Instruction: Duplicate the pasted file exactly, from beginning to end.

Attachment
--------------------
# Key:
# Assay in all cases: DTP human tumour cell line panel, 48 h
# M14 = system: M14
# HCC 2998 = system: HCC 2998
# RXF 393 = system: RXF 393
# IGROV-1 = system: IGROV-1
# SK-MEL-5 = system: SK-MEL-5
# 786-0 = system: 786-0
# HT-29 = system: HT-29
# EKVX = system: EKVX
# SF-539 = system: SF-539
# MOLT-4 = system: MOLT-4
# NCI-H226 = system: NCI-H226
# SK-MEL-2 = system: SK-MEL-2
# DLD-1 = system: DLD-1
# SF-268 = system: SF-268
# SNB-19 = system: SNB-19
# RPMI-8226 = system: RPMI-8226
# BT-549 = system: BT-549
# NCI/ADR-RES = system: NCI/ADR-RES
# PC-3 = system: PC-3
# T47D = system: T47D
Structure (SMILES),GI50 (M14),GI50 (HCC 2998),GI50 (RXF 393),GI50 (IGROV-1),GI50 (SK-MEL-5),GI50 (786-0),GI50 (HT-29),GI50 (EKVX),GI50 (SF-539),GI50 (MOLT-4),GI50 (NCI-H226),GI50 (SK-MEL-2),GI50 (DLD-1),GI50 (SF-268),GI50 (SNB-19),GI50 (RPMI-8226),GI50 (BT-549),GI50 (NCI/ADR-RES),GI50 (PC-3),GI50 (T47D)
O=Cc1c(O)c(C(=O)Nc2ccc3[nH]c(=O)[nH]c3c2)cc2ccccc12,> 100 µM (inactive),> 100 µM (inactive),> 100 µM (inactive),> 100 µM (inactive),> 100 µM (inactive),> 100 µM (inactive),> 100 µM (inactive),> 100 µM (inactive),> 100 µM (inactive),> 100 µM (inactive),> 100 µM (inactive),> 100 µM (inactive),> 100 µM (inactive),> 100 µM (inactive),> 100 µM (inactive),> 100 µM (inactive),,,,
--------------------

# Key:
# Assay in all cases: DTP human tumour cell line panel, 48 h
# M14 = system: M14
# HCC 2998 = system: HCC 2998
# RXF 393 = system: RXF 393
# IGROV-1 = system: IGROV-1
# SK-MEL-5 = system: SK-MEL-5
# 786-0 = system: 786-0
# HT-29 = system: HT-29
# EKVX = system: EKVX
# SF-539 = system: SF-539
# MOLT-4 = system: MOLT-4
# NCI-H226 = system: NCI-H226
# SK-MEL-2 = system: SK-MEL-2
# DLD-1 = system: DLD-1
# SF-268 = system: SF-268
# SNB-19 = system: SNB-19
# RPMI-8226 = system: RPMI-8226
# BT-549 = system: BT-549
# NCI/ADR-RES = system: NCI/ADR-RES
# PC-3 = system: PC-3
# T47D = system: T47D
Structure (SMILES),GI50 (M14),GI50 (HCC 2998),GI50 (RXF 393),GI50 (IGROV-1),GI50 (SK-MEL-5),GI50 (786-0),GI50 (HT-29),GI50 (EKVX),GI50 (SF-539),GI50 (MOLT-4),GI50 (NCI-H226),GI50 (SK-MEL-2),GI50 (DLD-1),GI50 (SF-268),GI50 (SNB-19),GI50 (RPMI-8226),GI50 (BT-549),GI50 (NCI/ADR-RES),GI50 (PC-3),GI50 (T47D)
O=Cc1c(O)c(C(=O)Nc2ccc3[nH]c(=O)[nH]c3c2)cc2ccccc12,> 100 µM (inactive),> 100 µM (inactive),> 100 µM (inactive),> 100 µM (inactive),> 100 µM (inactive),> 100 µM (inactive),> 100 µM (inactive),> 100 µM (inactive),> 100 µM (inactive),> 100 µM (inactive),> 100 µM (inactive),> 100 µM (inactive),> 100 µM (inactive),> 100 µM (inactive),> 100 µM (inactive),> 100 µM (inactive),,,,